Criminology: A View of Social Structure Theories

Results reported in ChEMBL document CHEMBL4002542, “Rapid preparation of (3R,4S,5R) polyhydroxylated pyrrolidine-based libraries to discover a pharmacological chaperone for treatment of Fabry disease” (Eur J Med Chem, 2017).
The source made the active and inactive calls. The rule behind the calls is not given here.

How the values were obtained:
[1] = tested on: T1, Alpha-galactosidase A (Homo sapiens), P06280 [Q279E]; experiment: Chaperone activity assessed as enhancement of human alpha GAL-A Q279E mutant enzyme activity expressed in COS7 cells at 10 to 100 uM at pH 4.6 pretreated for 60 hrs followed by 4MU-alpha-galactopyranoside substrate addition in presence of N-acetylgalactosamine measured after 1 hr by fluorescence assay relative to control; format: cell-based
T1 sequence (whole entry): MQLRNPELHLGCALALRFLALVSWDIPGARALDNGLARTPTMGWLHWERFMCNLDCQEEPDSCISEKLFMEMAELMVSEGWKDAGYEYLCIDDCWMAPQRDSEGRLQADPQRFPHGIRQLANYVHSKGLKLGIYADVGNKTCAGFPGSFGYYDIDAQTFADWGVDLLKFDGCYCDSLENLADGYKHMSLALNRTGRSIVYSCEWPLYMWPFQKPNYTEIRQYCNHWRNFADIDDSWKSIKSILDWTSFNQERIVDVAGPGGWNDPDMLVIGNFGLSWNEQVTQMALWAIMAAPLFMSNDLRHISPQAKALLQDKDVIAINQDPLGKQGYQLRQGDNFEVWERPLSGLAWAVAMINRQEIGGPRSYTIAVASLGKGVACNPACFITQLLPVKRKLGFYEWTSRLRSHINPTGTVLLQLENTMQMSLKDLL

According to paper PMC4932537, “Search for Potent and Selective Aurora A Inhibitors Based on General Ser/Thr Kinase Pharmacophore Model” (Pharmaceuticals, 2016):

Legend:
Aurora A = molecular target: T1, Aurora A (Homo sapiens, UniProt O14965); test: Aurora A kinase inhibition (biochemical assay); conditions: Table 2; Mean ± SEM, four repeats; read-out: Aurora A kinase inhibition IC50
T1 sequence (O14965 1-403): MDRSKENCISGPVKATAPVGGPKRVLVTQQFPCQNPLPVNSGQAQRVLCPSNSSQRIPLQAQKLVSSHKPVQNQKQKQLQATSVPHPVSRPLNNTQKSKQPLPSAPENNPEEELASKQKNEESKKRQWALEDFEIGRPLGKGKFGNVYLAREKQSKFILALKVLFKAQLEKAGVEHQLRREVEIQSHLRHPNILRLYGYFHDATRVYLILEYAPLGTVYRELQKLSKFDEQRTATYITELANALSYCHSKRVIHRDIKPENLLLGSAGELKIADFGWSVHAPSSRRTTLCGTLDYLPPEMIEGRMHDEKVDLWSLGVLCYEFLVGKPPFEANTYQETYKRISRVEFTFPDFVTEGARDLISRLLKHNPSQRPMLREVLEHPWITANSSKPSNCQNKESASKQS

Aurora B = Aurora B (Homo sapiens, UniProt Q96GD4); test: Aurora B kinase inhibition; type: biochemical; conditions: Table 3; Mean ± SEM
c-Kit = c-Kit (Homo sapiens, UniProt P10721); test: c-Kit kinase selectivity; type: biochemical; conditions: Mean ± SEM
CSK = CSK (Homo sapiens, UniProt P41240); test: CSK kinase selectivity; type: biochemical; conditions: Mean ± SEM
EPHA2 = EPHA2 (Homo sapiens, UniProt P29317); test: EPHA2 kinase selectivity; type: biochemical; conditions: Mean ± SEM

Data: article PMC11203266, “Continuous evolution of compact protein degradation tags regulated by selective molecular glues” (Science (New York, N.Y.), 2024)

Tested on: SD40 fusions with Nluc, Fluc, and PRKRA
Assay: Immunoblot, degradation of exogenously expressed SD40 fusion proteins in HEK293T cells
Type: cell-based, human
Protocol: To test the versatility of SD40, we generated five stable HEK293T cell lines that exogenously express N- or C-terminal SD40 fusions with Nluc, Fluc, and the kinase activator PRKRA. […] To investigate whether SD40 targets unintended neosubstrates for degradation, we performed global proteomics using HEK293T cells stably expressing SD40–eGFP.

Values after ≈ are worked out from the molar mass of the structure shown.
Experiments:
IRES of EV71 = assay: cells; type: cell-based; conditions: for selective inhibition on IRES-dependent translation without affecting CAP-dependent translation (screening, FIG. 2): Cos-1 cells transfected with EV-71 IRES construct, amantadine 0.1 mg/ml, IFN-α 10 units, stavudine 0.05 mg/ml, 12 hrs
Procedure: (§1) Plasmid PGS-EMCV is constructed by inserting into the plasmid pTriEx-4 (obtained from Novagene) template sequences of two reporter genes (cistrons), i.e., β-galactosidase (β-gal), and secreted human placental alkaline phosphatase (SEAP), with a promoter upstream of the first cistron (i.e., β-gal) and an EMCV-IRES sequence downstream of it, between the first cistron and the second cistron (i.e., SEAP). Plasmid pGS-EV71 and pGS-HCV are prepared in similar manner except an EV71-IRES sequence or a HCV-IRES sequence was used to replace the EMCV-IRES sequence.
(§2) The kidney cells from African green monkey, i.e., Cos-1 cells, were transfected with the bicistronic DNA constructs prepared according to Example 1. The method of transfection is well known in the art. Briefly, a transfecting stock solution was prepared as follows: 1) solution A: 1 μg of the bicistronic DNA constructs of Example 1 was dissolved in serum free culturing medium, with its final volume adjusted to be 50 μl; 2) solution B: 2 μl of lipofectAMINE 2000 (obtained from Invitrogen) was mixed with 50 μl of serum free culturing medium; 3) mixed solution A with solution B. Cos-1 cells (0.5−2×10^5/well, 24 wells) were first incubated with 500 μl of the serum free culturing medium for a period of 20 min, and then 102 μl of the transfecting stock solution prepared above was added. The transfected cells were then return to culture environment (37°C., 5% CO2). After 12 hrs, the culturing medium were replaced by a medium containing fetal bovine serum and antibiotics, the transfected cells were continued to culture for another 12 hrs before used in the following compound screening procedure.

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Ted Bundy When many people think of serial killers, the image that comes to mind is that of Theodore Robert Bundy. There had been serial killers before Bundy, but because he was good looking and socially adept, he challenged the conceptions that people had about the appearance of evil. Up until that point, many people were convinced that bad or evil people would appear different from other people. Bundy made people aware that the most evil and dangerous members of society could not be detected by appearance alone. Many people wonder it takes to make a serial killer. Is there something inherently defective in that person that means that they have the ability to commit murder without remorse or somehow enjoy the suffering or others, or doses childhood abuse and other mistreatment mean that someone will grow up to commit these atrocities? Unfortunately, the conflicting information about Bundy's childhood does little to help answer these questions. On the surface, Bundy's childhood does not appear to feature the level of child abuse or neglect that one normally associates with a serial killer. He was born to a single mother in 1946, a time in which there was a tremendous social stigma attached to being born out of wedlock. However, Bundy did not experience that stigma, as his grandparents raised him as their son. Bundy's own accounts of his childhood vary tremendously. At times, he seems to indicate that he was raised in a stable and loving home, but at other times he

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